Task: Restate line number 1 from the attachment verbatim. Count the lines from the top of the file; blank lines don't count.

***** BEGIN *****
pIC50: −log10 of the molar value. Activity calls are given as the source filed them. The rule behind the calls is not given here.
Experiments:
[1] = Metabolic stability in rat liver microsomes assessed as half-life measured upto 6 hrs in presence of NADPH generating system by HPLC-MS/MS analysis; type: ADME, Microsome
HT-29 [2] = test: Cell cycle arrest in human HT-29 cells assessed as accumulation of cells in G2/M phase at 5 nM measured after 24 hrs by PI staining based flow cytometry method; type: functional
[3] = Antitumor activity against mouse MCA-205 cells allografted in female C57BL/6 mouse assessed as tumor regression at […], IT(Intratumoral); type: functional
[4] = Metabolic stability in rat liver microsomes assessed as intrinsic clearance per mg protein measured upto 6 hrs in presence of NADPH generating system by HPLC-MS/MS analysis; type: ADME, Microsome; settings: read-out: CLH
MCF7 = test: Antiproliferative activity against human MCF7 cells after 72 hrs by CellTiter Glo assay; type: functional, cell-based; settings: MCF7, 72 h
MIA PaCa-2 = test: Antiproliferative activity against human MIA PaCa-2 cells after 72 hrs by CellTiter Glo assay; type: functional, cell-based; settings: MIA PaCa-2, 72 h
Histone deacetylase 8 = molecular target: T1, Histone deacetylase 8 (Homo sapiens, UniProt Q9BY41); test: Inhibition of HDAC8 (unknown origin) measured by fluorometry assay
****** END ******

pIC50: −log10 of the molar value. Activity calls are given as the source filed them. The rule behind the calls is not given here.